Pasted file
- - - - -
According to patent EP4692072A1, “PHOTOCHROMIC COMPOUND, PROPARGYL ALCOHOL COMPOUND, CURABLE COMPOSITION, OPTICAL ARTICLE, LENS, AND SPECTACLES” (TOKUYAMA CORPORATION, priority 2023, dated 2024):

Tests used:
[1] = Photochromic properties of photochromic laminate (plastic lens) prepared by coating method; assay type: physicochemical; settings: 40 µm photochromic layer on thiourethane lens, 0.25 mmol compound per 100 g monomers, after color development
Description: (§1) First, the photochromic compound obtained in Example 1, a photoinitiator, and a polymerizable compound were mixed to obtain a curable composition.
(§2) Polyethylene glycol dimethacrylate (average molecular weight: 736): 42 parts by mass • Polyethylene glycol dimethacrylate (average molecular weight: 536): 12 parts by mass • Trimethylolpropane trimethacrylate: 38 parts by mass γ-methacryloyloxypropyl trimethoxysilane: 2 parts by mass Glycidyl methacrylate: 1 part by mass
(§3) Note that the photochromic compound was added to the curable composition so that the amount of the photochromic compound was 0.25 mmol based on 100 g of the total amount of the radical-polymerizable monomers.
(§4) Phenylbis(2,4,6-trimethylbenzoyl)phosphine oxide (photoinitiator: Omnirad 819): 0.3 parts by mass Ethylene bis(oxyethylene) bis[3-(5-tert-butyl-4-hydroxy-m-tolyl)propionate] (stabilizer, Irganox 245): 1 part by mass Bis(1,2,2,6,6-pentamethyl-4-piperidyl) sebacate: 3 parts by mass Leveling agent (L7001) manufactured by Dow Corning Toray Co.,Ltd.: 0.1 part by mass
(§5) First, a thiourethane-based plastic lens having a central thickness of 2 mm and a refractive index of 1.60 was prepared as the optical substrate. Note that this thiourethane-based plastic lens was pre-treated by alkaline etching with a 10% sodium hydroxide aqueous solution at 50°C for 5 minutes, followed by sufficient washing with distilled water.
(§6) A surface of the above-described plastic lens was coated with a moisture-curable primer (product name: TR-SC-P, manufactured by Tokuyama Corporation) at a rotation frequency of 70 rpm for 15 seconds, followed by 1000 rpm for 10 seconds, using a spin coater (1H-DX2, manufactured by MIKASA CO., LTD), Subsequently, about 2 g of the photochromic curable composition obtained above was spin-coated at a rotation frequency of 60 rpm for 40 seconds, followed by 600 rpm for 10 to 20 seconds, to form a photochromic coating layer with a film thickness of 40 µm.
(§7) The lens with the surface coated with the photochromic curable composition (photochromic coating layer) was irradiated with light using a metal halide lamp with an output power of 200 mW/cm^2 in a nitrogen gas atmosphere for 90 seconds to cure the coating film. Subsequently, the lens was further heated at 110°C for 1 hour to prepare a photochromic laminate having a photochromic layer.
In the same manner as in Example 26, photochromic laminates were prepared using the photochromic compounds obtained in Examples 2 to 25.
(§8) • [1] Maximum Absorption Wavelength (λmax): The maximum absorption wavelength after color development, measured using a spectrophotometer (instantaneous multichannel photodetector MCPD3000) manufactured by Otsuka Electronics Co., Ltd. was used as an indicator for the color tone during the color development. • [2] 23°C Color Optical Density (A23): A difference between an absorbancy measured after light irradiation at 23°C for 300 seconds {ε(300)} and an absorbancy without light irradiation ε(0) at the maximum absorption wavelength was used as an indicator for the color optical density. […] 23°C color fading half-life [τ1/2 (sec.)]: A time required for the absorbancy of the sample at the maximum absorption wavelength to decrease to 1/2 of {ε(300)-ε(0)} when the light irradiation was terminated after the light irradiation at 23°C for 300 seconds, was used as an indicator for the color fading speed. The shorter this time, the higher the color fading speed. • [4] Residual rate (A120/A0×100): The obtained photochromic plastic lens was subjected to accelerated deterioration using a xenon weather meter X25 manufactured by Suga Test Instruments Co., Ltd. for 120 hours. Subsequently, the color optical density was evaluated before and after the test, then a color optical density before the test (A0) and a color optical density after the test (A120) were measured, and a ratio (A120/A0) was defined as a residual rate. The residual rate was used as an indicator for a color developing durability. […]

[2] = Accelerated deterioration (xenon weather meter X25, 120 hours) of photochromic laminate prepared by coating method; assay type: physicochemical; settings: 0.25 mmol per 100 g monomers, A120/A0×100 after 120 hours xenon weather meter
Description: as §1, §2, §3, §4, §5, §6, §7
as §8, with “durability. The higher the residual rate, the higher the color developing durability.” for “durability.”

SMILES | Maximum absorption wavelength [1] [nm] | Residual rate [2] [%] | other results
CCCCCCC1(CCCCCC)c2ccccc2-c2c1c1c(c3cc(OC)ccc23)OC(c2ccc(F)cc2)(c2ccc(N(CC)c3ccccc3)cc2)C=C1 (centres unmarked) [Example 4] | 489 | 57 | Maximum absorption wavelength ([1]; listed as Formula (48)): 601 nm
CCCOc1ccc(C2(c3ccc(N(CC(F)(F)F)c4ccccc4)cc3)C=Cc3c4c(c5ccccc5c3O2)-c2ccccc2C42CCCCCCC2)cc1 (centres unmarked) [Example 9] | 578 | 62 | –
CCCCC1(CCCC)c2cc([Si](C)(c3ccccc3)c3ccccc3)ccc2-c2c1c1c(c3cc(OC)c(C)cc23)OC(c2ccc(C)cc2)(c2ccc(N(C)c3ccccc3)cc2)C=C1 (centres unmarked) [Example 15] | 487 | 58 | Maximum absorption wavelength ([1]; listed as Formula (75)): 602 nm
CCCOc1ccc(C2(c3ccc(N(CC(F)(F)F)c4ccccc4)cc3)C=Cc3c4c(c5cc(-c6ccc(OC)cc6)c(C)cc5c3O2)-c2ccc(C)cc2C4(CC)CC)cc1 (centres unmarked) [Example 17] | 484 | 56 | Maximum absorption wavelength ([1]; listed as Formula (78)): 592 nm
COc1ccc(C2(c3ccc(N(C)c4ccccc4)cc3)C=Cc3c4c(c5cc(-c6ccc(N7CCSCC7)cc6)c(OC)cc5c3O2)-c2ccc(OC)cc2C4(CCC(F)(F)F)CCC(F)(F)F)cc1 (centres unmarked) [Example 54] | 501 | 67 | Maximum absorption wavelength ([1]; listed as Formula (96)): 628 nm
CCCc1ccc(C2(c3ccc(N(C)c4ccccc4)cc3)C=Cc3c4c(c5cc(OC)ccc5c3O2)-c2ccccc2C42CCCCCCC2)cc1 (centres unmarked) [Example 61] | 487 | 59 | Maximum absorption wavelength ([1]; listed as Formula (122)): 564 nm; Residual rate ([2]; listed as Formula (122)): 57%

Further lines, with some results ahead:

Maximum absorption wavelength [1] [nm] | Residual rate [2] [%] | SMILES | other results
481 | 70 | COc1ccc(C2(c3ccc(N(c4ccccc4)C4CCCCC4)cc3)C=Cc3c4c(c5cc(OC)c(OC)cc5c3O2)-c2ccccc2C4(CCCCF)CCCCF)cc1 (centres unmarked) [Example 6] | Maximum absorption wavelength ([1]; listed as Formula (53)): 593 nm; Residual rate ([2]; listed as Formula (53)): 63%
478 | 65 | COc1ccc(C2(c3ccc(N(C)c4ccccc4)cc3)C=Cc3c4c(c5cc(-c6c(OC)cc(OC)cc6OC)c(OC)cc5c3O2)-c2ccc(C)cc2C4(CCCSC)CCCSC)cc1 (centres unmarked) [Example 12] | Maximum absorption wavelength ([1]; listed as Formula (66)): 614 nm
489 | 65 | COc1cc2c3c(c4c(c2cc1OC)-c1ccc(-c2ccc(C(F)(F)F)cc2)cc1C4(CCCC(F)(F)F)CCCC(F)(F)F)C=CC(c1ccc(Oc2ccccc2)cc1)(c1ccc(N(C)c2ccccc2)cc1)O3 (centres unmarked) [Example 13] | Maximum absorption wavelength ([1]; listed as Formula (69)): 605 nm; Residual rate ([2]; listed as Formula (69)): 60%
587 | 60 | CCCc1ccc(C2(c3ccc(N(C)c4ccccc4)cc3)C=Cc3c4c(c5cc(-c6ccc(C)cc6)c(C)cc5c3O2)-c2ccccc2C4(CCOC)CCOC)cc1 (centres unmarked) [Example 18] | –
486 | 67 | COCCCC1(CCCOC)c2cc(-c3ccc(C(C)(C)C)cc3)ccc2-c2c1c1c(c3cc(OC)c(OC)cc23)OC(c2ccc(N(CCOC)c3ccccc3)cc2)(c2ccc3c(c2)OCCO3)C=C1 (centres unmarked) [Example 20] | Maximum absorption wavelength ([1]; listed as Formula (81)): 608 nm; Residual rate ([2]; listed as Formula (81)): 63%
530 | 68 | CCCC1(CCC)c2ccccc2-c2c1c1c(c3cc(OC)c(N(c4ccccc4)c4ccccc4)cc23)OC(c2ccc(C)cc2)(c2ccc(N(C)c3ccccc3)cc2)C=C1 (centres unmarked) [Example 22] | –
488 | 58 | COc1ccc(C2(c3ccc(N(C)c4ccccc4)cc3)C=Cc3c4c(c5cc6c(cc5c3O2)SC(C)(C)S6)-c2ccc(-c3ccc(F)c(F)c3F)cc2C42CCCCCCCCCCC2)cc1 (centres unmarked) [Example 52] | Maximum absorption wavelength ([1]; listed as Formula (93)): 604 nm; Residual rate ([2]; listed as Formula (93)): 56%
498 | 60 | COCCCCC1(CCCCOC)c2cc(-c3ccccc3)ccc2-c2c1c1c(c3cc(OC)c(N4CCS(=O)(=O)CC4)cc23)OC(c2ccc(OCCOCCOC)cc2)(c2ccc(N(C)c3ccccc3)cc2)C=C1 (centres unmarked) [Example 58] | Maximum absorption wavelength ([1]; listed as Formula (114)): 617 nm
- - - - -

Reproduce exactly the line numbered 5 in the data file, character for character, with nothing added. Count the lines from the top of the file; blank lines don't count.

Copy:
(§2) Polyethylene glycol dimethacrylate (average molecular weight: 736): 42 parts by mass • Polyethylene glycol dimethacrylate (average molecular weight: 536): 12 parts by mass • Trimethylolpropane trimethacrylate: 38 parts by mass γ-methacryloyloxypropyl trimethoxysilane: 2 parts by mass Glycidyl methacrylate: 1 part by mass